In 1775, she sang oratorio at Covent Garden and began the role of Clara in Richard Brinsley Sheridan's The Duenna. However, although she was in great demand as Clara, she ran away from the theatre with the playwright and gunpowder maker Miles Peter Andrews. She was only fifteen years old, and the scandal of their affair prompted Ann's father to get a court order restraining her to his house, but Ann had run away in response. The next autumn, she was contracted to sing the role of Polly in The Beggar's Opera, the prima donna role, and thus, in the fall of 1776 her father intercepted her as she entered the theatre. However, the crowd restrained her father's men and demanded that she enter.
In 1779 and 1780, she was receiving ten pounds sterling a week as a singer, but she eloped with a Mr. Cargill to Edinburgh. Mr. Cargill was a Scotsman who had dabbled in the theatre and who was using the name of "Mr. Doyle" to evade his creditors. In 1781, she returned to London and sang at the Haymarket Theatre in the summers and the Drury Lane Theatre in the winters as Mrs. Cargill. In 1781, she was enormously popular in the role of Macheath in a cross-gendered production of The Beggar's Opera at Drury Lane, where all the male roles were played by women and all the female roles by men. She then ran off to Bath with her husband for the summer, returning for the breeches role of Patie in Allan Ramsay's The Gentle Shepherd and the female role of Marinetta in Richard Tickell and Thomas Linley's Carnival of Venice.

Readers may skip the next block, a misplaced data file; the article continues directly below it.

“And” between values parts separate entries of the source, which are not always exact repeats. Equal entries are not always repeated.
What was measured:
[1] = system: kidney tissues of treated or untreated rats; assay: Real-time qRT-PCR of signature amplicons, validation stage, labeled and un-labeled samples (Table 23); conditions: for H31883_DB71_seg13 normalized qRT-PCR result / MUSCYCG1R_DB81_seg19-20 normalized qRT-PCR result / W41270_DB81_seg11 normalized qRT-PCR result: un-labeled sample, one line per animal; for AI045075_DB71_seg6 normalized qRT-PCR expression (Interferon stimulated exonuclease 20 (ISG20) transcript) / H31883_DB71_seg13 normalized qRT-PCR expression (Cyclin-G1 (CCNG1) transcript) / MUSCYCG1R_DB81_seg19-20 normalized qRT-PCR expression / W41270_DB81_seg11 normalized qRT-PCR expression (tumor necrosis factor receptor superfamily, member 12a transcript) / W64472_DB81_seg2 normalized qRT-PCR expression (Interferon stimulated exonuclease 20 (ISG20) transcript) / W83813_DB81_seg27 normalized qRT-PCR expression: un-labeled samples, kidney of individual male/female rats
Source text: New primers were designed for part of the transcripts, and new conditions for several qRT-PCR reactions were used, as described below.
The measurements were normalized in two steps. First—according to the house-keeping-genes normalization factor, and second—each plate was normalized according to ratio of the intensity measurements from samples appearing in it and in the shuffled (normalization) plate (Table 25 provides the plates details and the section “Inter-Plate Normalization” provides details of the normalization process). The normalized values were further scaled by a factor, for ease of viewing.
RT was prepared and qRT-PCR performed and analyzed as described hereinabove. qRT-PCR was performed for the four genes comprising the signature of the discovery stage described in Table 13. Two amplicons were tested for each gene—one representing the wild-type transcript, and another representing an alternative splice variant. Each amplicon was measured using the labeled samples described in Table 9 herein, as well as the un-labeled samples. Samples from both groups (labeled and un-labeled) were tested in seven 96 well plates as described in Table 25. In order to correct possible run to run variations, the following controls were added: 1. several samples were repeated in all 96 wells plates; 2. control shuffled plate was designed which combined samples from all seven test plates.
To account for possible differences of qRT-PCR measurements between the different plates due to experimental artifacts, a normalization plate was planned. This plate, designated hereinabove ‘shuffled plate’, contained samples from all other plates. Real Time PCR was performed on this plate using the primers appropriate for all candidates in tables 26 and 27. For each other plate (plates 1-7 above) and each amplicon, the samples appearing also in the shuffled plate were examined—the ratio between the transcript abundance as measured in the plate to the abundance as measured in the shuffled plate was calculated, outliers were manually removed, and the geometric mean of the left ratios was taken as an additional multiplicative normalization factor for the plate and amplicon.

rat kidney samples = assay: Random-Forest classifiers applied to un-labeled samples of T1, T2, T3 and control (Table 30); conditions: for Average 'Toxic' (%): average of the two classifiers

George Colman the Younger sued Mr. and Mrs. Cargill for breach of contract for having switched theatres. When a court heard the case in 1781, it found that both of the defendants had been under twenty-one when they had signed their contracts, and therefore that the contracts were not enforceable. Ann Cargill, now at the height of her fame, went on tour. She played the summer of 1782 in Liverpool.
By 1783, she had a new love. Her lover was in the British East India Company and stationed in Calcutta, so she left England for India. In 1783, she performed operatic parts in Calcutta, to tremendous applause, and her benefit night brought in "the astonishing sum of 12,000 rupees" (Baldwin and Wilson, 93). At the end of 1783, she took ship back to England on a ship with the same name as Henry Carey's 1739 opera, the Nancy.
Her ship wrecked and sank off the Isles of Scilly in February of 1784. Her body was found, dressed in a chemise, with an infant clutched in her arms. She was buried on Rosevear Island then reburied at Old Town Church on St Mary's in the Isles of Scilly, and newspaper accounts of her death and her "floating in her shift" with an infant at her bosom made her a tragic figure for the English press. In September 2008, British divers claimed to have found the wreck of the Nancy, further out from the Isles of Scilly than was previously thought.